When passing cards, you must first select the cards to be passed and place them face-down, ready to be picked up by the receiving player; only then may you pick up the cards passed to you, look at them and add them to your hand.

On the second hand each player passes three cards to the player to their right, in the same way. On the third hand each player passes three cards to the player sitting opposite.

On the fourth hand no cards are passed at all. The cycle then repeats until the end of the game. The person who holds the 2 of clubs must lead it to the first trick.

The other players, in clockwise order, must play a card of the suit which was led if possible. If they do not have a card of that suit, they may play any card.

The person who played the highest card of the suit led wins the trick and leads to the next trick.

It is illegal to lead a heart until after a heart has been played to a previous trick, unless your hand contains nothing but hearts. Discarding a heart, thus allowing hearts to be led in future, is called breaking hearts.

In general, discarding a penalty card on a trick is called painting the trick. A player whose hand consists entirely of hearts may lead any heart, thereby breaking hearts, even if hearts have not previously been broken.

Players are permitted to lead spades to any trick after the first. In fact it is a normal tactic to lead lower spades to try to drive out the queen.

This is sometimes known as smoking out the queen. Normally, each player scores penalty points for cards in the tricks which they won.

Each heart scores one point, and the queen of spades scores 13 points. However, if you manage to win all the scoring cards which is known as a slam or shooting the moon , your score is reduced by 26 points, or you may choose instead to have all other players' scores increased by 26 points.

The game continues until one player has reached or exceeded points at the conclusion of a hand. The person with the lowest score is then the winner.

Some play that only 12 cards are dealt to each player. During the deal, four cards are dealt to a face down kitty, which is added to the tricks of the first player who takes a penalty card.

A kitty can also be used to cope with the fact that the cards cannot be dealt evenly when there are more or fewer than four players.

Some play that players are not required to pass any cards if they do not wish to. They simply pass on the cards that were passed to them without looking at them.

This could result in a player getting their own cards back. Some players allow hearts to be led at any time. This was the original rule, but in the USA nearly everyone now plays that heart leads are forbidden unless hearts have been broken.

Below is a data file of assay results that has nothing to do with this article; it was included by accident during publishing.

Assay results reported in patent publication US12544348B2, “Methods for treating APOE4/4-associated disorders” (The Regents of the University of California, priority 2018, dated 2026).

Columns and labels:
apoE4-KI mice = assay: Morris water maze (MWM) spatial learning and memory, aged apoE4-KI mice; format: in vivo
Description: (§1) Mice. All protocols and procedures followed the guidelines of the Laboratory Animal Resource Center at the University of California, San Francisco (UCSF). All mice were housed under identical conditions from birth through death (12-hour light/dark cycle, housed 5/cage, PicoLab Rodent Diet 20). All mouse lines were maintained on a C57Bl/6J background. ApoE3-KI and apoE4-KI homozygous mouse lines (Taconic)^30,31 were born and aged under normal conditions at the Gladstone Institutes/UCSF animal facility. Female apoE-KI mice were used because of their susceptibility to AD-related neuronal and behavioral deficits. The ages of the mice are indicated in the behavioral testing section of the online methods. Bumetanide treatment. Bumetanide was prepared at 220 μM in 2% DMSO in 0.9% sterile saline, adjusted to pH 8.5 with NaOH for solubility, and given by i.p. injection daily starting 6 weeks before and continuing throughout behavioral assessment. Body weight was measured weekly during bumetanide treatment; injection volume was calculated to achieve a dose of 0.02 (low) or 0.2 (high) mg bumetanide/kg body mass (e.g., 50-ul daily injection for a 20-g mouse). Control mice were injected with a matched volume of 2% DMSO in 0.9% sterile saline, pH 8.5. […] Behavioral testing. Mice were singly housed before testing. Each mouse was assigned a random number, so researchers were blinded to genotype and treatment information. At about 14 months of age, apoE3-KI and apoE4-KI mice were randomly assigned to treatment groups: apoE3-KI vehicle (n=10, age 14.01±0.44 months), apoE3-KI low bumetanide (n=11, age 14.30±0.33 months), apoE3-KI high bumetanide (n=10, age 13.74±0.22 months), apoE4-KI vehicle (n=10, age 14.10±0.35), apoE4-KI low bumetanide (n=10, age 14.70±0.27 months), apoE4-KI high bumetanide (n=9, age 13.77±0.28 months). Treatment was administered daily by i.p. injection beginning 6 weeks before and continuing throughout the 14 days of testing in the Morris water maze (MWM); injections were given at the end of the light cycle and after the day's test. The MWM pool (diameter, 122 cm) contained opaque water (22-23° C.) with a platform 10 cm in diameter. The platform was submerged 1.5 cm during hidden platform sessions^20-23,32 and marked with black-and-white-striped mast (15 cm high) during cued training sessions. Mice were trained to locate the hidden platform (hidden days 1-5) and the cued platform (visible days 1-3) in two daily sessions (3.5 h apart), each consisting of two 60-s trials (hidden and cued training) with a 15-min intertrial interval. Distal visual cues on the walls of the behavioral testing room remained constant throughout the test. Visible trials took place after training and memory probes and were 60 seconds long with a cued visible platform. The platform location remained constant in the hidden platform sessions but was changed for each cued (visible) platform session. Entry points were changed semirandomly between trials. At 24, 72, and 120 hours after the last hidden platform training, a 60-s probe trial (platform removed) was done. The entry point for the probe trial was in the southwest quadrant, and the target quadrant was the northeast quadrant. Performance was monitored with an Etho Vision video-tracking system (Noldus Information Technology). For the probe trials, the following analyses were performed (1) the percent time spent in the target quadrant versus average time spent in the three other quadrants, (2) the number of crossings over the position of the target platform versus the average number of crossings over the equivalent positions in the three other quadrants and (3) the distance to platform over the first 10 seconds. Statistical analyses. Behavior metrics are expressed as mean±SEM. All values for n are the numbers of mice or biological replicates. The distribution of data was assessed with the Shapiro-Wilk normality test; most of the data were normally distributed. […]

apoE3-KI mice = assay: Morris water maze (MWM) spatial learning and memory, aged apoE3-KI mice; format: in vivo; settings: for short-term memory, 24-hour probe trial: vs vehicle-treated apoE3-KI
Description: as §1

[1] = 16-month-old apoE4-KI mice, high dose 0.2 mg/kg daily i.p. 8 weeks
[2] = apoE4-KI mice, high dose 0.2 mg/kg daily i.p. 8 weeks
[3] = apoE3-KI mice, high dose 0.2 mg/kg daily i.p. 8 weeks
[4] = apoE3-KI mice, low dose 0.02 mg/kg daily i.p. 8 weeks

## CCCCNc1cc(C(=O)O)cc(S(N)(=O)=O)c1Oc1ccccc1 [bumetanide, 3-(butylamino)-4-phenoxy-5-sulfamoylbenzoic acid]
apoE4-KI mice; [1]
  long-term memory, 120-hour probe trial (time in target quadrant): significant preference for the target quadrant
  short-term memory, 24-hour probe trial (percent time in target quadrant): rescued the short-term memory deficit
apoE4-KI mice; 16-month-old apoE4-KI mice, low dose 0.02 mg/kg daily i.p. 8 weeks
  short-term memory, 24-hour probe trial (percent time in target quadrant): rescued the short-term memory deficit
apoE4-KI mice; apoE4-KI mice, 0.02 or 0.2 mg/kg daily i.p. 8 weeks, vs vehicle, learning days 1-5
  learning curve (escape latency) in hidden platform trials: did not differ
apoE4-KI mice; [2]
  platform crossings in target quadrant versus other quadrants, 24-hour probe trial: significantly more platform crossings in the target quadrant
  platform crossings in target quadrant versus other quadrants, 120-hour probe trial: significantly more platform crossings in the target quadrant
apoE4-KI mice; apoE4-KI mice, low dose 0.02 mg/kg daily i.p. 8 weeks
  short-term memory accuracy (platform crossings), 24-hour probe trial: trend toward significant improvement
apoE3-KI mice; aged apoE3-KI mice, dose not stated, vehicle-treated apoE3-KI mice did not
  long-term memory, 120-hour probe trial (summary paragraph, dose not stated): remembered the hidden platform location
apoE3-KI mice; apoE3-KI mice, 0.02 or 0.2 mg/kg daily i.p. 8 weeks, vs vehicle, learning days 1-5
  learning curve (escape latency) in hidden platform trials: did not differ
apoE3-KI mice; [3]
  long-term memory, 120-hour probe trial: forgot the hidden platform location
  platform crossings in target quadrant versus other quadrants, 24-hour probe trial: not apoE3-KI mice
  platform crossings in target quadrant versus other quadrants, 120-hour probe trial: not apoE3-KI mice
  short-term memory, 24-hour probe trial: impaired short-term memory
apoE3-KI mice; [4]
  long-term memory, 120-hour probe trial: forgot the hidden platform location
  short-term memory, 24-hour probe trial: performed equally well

The original rule was that player to the left of the dealer always leads to the first trick rather than the holder of the 2 of clubs leading it , and may lead any card.

Some people still play that way. If you play with the now usual restriction on leading hearts then the opening lead can be anything but a heart.

This system was updated by Hosking to be closer to the Japanese standard two numerals. Unlike chess, the origin 11 square is at the top right of a printed position rather than the bottom left.

In western piece movement notation, the format is the piece initial followed by the type of movement and finally the file and rank where the piece moved to.

The files are indicated with numerals 1—9. The older Hodges standard used letters a—i for ranks, and the newer Hosking standard also uses numerals 1—9 for the ranks.

Thus, Rx24 indicates 'rook captures on 24'. Piece ambiguity is resolved by notating which square a piece is moving from e.

The Japanese notation system uses Japanese characters for pieces and promotion indication and uses Japanese numerals instead of letters for ranks.

Movement type aside from drops is not indicated, and the conventions for resolving ambiguity are quite different from the western system.

Although not strictly part of the notational calculus for games, game results are indicated in Japanese newspapers, websites, etc.

Shogi is similar to chess but has a much larger game tree complexity because of the use of drops, greater number of pieces, and larger board size.

Like chess, however, the game can be divided into the opening, middle game and endgame, each requiring a different strategy.

The opening consists of arranging one's defenses usually in a castle and positioning for attack, the mid game consists of attempting to break through the opposing defenses while maintaining one's own, and the endgame starts when one side's defenses have been compromised.

In the adjacent diagram, Black has chosen a Ranging Rook position specifically Fourth File Rook where the rook has been moved leftward away from its starting position.

Additionally, Black is utilizing a Silver Crown castle , which is a type of fortification structure constructed with one silver and two gold pieces and the king moved inside of the fortification — the silver crown name comes from the silver being positioned directly above the king's head on the 27 square as if it were a crown.

In the diagram, White has chosen a Static Rook position, in which the rook remains on its starting square. The Bear-in-the-hole fortification has the king moved all the way into very edge corner of the board on the 11 square as if it were a badger in a hole with a silver moved to the 22 square in order to close up the hole and additional reinforcing golds on 31 and 32 squares.

This board position required 33 moves or 12 move pairs as counted in western chess to construct. Shogi players are expected to follow etiquette in addition to rules explicitly described.

Commonly accepted etiquette include following:. In this case, the higher classed player, in either social or genuine shogi player rank, may take the king piece.